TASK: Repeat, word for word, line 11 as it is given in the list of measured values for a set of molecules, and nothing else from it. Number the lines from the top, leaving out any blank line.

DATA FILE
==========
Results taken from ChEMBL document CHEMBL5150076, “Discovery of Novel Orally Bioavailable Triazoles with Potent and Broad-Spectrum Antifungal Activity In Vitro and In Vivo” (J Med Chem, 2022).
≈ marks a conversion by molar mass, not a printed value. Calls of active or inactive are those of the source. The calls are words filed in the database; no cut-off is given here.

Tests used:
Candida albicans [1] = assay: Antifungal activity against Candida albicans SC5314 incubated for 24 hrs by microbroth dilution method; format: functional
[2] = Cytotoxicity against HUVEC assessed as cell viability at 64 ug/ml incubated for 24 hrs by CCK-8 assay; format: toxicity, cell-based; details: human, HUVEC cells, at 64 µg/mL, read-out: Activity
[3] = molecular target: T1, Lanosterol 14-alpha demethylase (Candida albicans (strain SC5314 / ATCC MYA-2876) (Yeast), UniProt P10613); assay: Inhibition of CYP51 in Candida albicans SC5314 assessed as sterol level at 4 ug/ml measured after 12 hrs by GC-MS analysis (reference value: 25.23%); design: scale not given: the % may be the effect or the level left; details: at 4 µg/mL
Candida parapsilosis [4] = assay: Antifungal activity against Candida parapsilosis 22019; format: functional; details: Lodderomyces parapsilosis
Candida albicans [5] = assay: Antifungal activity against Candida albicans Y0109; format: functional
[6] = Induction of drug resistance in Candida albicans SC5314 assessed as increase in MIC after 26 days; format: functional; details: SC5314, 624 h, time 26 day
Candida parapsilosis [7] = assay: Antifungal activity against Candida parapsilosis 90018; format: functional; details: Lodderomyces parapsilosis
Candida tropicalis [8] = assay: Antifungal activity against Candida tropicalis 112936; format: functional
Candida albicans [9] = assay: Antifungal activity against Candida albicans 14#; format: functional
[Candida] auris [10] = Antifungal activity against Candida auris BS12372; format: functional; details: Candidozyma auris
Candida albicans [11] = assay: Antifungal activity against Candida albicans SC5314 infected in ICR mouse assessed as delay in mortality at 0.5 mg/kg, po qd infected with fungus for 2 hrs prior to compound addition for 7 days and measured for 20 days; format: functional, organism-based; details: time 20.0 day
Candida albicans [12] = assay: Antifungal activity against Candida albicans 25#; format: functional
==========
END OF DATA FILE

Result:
Candida tropicalis [8] = assay: Antifungal activity against Candida tropicalis 112936; format: functional